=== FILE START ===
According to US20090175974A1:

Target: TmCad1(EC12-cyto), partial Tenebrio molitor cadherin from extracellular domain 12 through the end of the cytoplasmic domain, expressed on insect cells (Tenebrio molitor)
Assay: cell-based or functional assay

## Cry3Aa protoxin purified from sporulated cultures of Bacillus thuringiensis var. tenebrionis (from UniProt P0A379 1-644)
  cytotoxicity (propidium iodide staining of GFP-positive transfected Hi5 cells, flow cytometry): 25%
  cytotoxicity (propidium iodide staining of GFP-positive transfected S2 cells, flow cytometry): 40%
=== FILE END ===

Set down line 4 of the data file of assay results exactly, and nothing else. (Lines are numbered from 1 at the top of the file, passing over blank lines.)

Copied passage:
## Cry3Aa protoxin purified from sporulated cultures of Bacillus thuringiensis var. tenebrionis (from UniProt P0A379 1-644)